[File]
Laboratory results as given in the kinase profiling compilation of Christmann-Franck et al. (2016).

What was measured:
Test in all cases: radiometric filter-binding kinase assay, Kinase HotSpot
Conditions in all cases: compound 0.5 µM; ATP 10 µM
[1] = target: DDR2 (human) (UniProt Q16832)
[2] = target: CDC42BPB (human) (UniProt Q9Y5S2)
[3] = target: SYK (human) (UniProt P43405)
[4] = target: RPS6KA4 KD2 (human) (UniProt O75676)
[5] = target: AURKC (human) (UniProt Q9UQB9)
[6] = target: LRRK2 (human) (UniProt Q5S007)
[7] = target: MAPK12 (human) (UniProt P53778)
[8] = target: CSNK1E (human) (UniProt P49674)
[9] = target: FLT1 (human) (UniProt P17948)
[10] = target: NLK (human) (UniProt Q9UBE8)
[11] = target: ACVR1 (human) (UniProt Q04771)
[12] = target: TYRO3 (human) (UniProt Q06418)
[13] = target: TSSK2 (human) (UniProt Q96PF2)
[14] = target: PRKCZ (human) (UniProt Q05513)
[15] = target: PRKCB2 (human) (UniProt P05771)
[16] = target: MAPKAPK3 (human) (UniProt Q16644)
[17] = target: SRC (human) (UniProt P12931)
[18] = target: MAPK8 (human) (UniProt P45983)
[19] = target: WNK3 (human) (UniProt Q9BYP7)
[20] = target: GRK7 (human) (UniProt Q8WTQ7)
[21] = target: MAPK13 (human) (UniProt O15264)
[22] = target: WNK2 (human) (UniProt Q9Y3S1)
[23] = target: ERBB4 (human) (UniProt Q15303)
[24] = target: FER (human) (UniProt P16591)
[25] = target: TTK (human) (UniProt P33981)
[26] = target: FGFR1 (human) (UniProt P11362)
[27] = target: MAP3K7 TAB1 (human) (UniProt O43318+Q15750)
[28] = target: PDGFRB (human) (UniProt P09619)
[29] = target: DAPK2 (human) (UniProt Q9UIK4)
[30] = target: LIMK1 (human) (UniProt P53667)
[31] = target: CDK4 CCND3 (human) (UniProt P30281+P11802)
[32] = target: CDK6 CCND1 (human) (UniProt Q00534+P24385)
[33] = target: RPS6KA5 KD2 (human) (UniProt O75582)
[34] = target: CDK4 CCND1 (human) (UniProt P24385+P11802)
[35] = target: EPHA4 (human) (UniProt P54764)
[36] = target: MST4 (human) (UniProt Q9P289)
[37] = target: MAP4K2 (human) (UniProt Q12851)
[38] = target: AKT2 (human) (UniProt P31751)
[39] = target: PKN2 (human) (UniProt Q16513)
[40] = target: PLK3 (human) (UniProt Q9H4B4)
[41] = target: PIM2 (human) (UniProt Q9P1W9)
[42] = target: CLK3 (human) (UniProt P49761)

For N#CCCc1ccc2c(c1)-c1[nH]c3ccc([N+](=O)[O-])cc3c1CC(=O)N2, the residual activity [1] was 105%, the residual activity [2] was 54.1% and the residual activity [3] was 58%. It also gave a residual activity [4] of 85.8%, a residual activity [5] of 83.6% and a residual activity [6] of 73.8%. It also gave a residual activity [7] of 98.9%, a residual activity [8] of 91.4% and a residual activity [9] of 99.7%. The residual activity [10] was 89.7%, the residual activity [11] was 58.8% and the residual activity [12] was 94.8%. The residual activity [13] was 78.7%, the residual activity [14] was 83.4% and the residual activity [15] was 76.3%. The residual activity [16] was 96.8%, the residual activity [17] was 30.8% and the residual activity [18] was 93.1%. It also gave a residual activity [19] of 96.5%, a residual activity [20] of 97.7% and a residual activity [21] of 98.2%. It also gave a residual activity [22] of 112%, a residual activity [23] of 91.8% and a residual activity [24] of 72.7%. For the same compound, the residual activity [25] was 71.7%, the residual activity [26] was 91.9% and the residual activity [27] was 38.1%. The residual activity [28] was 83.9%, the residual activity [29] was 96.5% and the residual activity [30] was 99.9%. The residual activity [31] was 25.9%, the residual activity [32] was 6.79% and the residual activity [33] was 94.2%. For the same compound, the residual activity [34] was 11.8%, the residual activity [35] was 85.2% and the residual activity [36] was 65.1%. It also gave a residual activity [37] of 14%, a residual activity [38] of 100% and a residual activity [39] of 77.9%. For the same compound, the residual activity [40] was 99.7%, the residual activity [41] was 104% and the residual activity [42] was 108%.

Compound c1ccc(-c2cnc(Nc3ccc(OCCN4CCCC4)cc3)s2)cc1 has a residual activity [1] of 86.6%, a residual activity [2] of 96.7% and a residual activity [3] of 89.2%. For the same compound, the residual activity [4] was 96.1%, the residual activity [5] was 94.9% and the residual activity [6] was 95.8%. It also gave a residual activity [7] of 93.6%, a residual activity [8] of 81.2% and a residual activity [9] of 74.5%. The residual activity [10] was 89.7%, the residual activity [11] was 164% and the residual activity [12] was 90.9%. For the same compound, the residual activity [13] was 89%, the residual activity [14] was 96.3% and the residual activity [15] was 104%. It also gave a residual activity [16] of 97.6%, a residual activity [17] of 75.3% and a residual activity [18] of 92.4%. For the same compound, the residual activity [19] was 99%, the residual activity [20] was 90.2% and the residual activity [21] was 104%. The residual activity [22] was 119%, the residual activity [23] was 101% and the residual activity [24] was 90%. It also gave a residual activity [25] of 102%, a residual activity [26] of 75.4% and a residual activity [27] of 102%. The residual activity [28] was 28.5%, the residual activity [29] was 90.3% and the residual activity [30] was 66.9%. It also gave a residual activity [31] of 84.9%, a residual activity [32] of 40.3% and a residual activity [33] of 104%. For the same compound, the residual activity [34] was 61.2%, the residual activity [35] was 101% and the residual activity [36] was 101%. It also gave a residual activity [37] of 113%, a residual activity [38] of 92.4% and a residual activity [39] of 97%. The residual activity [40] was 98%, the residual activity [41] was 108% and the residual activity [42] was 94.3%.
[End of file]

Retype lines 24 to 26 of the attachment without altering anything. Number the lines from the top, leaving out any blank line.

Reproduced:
[20] = target: GRK7 (human) (UniProt Q8WTQ7)
[21] = target: MAPK13 (human) (UniProt O15264)
[22] = target: WNK2 (human) (UniProt Q9Y3S1)